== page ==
[squeak-dev] Traits (was Re: Universal Composition and modules)
ron.spengler at gmail.com
Thu Dec 3 20:23:02 UTC 2009
Whoops, that paper just makes mention. Here's the detailed report
On Thu, Dec 3, 2009 at 12:21 PM, Ronald Spengler <ron.spengler at gmail.com> wrote:
> Igor: +1. I think the technical plane is in part a function of the
> social plane. What Traits needs more than anything else is more
> documentation. Research papers are great, but some tutorials would be
> useful to newbies like me.
> FYI the paper in question mentioning the collections refactoring is here:
> And the rest of the documentation is here:
> On Thu, Dec 3, 2009 at 11:39 AM, Igor Stasenko <siguctua at gmail.com> wrote:
>> 2009/12/3 Eliot Miranda <eliot.miranda at gmail.com>:
>>> 2009/12/3 Stéphane Rollandin <lecteur at zogotounga.net>
>>>>> What problem are you trying to solve?
>>>> well, I have several issues that would be nicely addressed by Traits. the
>>>> problem I would like to see solved is that of usability of Traits in Squeak.
>>>> I believe Traits are currently not really usable, by lack of system support
>>>> (tools, etc.)
>>>>> For whatever reason, nobody seems to care enough about this to do the
>>>>> tools integration work.
>>>> I guess the reason is that the Traits implementors have moved to another
>>>> project, where they may or may not have better tool support in the near or
>>>> far future.
>>>>> It is hard to imagine that adding a different
>>>>> (and probably incompatible) implementation of traits would cause the
>>>>> tools integration to happen any faster.
>>>> I'm not talking about adding an incompatible implementation, I just
>>>> recalled that Andreas once said here that the current implementation is
>>>> deeply flawed, overly complicated and could be *replaced* by a much better
>>>> one. I may be wrong here, which is why I asked.
>>> One issue with the current traits implementation is the cost/benefit ratio.
>>> Because it isn't used except in its own implementation it doesn't pay its
>>> way. It introduces lots of complexity and doesn't return functionality
>>> because it isn't used in the places where it could be. The most important
>>> place is the collection hierarchy where a trait-based implementation should
>>> in theory produce a much more flexible composable library. See Bill
>>> Cook's "Interfaces and specifications for the
>>> Smalltalk-80 collection classes.", from "OOPSLA ’92,". I'm ignorant of the
>>> history but I've also read Andrew, Nathanael and Stéphane's "Applying Traits
>>> to the Smalltalk Collection Classes" so I don't know why we ended up with
>>> just traits applied to the traits implementation and lost traits applied to
>>> the collection hierarchy. I'd like to know why. My gut is that it might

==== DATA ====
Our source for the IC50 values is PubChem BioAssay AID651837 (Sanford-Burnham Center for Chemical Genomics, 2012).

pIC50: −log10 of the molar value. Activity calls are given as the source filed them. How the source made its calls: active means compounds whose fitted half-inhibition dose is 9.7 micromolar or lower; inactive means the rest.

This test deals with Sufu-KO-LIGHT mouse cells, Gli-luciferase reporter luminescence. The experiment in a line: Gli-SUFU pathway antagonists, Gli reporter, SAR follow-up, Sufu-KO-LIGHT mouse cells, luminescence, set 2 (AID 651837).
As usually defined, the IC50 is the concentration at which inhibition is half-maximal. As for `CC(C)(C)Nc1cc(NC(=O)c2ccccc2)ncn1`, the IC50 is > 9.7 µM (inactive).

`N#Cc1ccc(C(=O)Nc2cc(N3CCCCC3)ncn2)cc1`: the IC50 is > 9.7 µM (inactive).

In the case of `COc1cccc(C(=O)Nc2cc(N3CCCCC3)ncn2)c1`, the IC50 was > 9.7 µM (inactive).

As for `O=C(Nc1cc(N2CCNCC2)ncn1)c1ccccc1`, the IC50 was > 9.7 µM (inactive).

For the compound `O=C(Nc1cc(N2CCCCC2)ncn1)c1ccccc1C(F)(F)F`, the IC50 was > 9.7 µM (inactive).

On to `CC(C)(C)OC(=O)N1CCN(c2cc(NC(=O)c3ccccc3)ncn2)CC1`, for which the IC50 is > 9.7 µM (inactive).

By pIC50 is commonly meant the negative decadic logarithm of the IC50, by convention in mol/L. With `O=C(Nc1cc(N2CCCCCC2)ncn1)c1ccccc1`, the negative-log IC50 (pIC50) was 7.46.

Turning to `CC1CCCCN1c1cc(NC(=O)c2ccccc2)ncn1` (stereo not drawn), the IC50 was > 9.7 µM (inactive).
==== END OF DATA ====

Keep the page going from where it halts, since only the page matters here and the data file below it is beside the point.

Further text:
>>> have broken too much older stuff. If this is right then IMO this is another
>>> strong argument for producing small kernels that can load modules. One
>>> could imagine a kernel that included traits applied to the collections into
>>> which one could load packages. The traits collections kernel and the old
>>> collections kernel could exist side-by-side and we could compare, provide
>>> migration tools for subclasses of old collections, etc.
>> I agree that currently Traits is not widely adopted and used among
>> developers (be it Collections or something else).
>> I seen couple of times, people saying that it would be cool to use
>> traits for rewriting the Collections classes, but to my knowledge,
>> nobody started with it yet.
>> But i don't agree that there is a bad cost/benefit ratio. I think that
>> problem lies more in social plane (widely adopting & accepting new
>> idea(s)) and only then in technical plane - i.e. maturity level (both
>> implementation and tools).
>> I think that traits has many things to offer to developers, in
>> addition to smalltalk 'standard' as we know it.
>>> Another issue with traits is instance variable access. Newspeak throws away
>>> direct inst var access and only uses accessors so its mixins can add
>>> instance variables. So in some sense the Squeak traits implementation isn't
>>> radical enough. But throwing away inst var accessors really feels like a
>>> new language, or at least a new system, because it impacts so many things:
>>> at the implementation level the ClassBuilder can and should behave
>>> differently, the bytecode set should be different, a JIT should use
>>> copy-down, etc; at the class library level one can factor things very
>> There are some quite radical ideas concerning traits, which definitely
>> will feel like a new language:
>> - with introduction of stateful traits, one could completely eliminate
>> the class inheritance,
>> by replacing it with trait composition.
>>> To grapple with the kind of language evolution implied by traits and
>>> Newspeak I think we should be working on package-level refactoring that aims
>>> at being able to move packages between different languages. It would be
>>> great to back-port Vassili's native GUI from Newspeak. It would be great to
>>> migrate Andrew, Nathanael and Stéphane's collection classes to Newspeak (or
>>> as the Newspeak team is trying to migrate Strongtalk's collection classes).
>>> But doing this manually is IMO insane because its labour-intensive and
>>> error-prone. Yes, parts of any migration may require intervention in the
>>> form of hand-crafted rules for special cases but it can't be a first-order
>>> speaking in ignorance of Squeak's recent evolution,
>> ignorance is a blessing to learn something new, or a curse, if one
>> don't wants to learn :)
>> Best regards,
>> Igor Stasenko AKA sig.
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